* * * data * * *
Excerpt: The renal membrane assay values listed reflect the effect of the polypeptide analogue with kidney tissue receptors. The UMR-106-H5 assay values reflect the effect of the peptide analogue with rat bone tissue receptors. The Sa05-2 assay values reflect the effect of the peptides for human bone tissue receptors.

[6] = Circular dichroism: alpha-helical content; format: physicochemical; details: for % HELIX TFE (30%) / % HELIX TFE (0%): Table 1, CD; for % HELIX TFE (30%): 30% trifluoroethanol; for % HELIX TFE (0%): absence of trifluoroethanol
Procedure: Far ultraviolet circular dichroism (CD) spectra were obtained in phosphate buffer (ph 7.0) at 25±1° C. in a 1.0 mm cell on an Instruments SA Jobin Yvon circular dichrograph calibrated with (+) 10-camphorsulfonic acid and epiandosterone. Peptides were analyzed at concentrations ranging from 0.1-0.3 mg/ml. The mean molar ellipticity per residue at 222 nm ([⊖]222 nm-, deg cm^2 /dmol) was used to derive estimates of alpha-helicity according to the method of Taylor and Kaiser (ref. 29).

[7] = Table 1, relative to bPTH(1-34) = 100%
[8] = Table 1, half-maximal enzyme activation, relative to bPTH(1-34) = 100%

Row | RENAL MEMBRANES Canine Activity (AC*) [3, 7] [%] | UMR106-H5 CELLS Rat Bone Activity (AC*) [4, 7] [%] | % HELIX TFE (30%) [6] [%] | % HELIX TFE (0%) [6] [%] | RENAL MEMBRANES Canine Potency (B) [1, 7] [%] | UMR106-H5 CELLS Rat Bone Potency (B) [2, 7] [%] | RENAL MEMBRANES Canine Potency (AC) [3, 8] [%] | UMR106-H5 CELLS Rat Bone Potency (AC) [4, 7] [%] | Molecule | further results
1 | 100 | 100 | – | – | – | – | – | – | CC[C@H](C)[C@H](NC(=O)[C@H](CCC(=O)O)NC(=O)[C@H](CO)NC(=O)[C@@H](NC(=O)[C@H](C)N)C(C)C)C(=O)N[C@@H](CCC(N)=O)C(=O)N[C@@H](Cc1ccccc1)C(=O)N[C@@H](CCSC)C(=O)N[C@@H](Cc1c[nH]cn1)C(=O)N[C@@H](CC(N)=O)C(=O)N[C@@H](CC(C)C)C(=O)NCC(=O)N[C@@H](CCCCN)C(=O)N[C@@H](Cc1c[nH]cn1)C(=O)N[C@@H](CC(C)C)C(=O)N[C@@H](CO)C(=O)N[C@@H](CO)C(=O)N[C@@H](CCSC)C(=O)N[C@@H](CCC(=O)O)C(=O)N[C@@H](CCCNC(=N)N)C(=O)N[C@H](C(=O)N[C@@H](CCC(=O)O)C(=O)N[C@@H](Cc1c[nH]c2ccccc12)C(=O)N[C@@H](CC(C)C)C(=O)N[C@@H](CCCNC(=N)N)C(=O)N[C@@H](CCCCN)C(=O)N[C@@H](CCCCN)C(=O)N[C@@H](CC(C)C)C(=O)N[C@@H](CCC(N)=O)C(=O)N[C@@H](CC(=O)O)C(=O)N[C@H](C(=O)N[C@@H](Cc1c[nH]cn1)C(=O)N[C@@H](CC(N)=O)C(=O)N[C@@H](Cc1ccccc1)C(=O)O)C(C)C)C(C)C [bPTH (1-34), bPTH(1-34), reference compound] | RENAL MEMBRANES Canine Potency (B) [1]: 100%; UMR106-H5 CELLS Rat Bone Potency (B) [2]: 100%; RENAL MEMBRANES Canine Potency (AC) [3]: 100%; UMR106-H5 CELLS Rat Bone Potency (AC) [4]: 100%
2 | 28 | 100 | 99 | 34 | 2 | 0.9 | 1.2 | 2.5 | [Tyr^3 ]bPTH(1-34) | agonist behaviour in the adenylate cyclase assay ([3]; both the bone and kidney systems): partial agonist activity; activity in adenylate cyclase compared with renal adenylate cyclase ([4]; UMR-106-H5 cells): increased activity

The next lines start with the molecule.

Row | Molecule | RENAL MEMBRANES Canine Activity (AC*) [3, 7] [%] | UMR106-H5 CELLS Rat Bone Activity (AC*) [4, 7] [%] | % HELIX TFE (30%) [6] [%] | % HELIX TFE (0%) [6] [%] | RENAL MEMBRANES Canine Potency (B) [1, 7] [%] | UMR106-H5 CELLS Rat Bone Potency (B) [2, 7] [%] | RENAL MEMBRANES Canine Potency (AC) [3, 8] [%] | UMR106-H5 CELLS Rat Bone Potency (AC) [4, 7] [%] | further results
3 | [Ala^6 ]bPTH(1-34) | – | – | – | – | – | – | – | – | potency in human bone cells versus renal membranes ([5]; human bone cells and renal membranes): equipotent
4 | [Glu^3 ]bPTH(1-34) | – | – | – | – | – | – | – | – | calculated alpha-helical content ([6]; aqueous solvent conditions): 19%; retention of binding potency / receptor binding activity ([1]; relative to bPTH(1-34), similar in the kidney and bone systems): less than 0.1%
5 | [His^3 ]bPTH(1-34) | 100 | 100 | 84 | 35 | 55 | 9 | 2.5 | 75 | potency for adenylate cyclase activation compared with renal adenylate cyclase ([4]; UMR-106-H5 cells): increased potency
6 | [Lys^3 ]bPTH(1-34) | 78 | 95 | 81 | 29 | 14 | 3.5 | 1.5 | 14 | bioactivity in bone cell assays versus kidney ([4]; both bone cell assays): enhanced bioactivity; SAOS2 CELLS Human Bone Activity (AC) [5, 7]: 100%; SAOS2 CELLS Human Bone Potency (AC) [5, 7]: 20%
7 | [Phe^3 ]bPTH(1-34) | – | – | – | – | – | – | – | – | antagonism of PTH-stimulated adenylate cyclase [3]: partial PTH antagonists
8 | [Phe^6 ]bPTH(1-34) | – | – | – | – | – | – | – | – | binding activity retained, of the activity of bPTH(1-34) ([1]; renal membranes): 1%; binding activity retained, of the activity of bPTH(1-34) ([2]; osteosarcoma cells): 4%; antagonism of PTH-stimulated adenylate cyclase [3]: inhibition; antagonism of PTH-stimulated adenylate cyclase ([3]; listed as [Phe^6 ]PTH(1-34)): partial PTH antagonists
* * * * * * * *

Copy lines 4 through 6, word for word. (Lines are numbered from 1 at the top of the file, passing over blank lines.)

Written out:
[7] = Table 1, relative to bPTH(1-34) = 100%
[8] = Table 1, half-maximal enzyme activation, relative to bPTH(1-34) = 100%

Row | RENAL MEMBRANES Canine Activity (AC*) [3, 7] [%] | UMR106-H5 CELLS Rat Bone Activity (AC*) [4, 7] [%] | % HELIX TFE (30%) [6] [%] | % HELIX TFE (0%) [6] [%] | RENAL MEMBRANES Canine Potency (B) [1, 7] [%] | UMR106-H5 CELLS Rat Bone Potency (B) [2, 7] [%] | RENAL MEMBRANES Canine Potency (AC) [3, 8] [%] | UMR106-H5 CELLS Rat Bone Potency (AC) [4, 7] [%] | Molecule | further results